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This Week's Topic: We Need Vision

Monday July 17


Well, I never knew how difficult writing a blog would be. My mind is always full of endless ideas and topics, but I often struggle to choose just one topic, and the words don’t always come easily. This week, I was particularly struggling, but thankfully I received some inspiration this week from the Chesterfield Education Association and my neighbors.


Let me explain. First, I had the opportunity to meet with a few members of the CEA and hear first-hand the frustration of teachers with the overcrowding of schools and the number of teachers in Chesterfield leaving the profession for more competitive pay. Second was yet another conversation about rezoning and the loss of rural land and forest in Chesterfield, and the inability or unwillingness of the County leaders to manage the growth. These two topics are obviously tied. To preserve the standard of living in Chesterfield the County leaders need to be prepared to pay for the consequences of the growth, namely over-crowded schools and a failing transportation infrastructure. If you won’t require developers to pay, you are leaving the bills for the taxpayers.


So what can be done? Well, the County has a once-in-a-lifetime opportunity to do something about it. The CEDA purchased 1700 acres in the Moseley area for their Upper Magnolia megasite folly, and now they can put it to some good use. Go ahead and use the land for already needed schools (elementary, middle and high schools), a fire station, and a library. All of which are needed now due to already-approved residential projects. Keep the right of way for the Powhite Extension, which will have to be built someday. Preserve the remaining land as a public forest: real honest to goodness green space forever!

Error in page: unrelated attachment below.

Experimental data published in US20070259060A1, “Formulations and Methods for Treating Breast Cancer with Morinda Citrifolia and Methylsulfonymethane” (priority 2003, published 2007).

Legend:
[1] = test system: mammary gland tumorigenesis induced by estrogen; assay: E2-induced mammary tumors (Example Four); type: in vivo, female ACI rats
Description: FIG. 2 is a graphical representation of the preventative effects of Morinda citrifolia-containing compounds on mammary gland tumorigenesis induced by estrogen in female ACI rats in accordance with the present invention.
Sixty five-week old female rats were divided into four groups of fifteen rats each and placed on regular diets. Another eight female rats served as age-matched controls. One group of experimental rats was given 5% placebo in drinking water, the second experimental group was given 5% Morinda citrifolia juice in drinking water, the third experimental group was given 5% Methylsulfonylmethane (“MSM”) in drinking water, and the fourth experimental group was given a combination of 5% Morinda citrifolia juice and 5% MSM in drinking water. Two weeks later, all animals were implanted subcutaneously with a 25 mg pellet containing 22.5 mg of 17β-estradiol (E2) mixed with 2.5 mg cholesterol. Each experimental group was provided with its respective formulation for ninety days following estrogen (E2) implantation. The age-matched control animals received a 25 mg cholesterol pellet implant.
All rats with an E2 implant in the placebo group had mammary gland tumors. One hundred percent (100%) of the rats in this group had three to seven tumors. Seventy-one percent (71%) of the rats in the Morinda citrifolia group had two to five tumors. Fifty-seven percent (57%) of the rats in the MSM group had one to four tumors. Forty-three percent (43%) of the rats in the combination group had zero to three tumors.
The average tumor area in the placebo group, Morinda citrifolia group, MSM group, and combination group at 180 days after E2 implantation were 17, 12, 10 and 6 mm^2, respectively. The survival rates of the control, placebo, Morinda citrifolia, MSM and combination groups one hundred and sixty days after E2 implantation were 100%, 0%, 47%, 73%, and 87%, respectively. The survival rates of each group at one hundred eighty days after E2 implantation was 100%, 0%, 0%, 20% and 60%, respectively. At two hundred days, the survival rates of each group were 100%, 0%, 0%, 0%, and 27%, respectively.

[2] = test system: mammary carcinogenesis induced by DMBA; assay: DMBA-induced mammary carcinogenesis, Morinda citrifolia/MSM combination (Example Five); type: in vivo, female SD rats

We need vision! This park (“Horner Forest”, “Carroll Park”, Matoaca Preserve” whatever you want to call it, I don’t care) would be amazing and address so many concerns immediately and forever: it would slow growth in the area until needed schools can be built, relieve pressure on rural roadways not designed for high density residential traffic, protect wetlands, RPAs and ultimately the water quality in the Swift Creek Reservoir, and would provide habitat for local wildlife. It would save the County bundles of money by stopping the bleeding of money being spent to develop a site totally unsuitable for manufacturing (the estimates far exceed $1B). Fortunately, easy access is already available through Horner Park. Horner Park now has water and sewer thanks to the county paying to extend the lines for the developers on the opposite side of the park (more on that another day). What a great place for Scouts, school groups, and families to hike and explore!


Years ago, leaders in NYC acted to set aside land for Central Park. I am doubtful they ever envisioned the Manhattan of today, but they had the foresight to know the value of land and the benefit of outdoor spaces. Most importantly, they were true leaders who looked forward rather responding to the pressures of parties and donors. As Supervisor, I promise to strive to be that type of leader.


Good bless America, the Commonwealth of Virginia, Chesterfield County, and the good people of Matoaca both now and forever!


Chip

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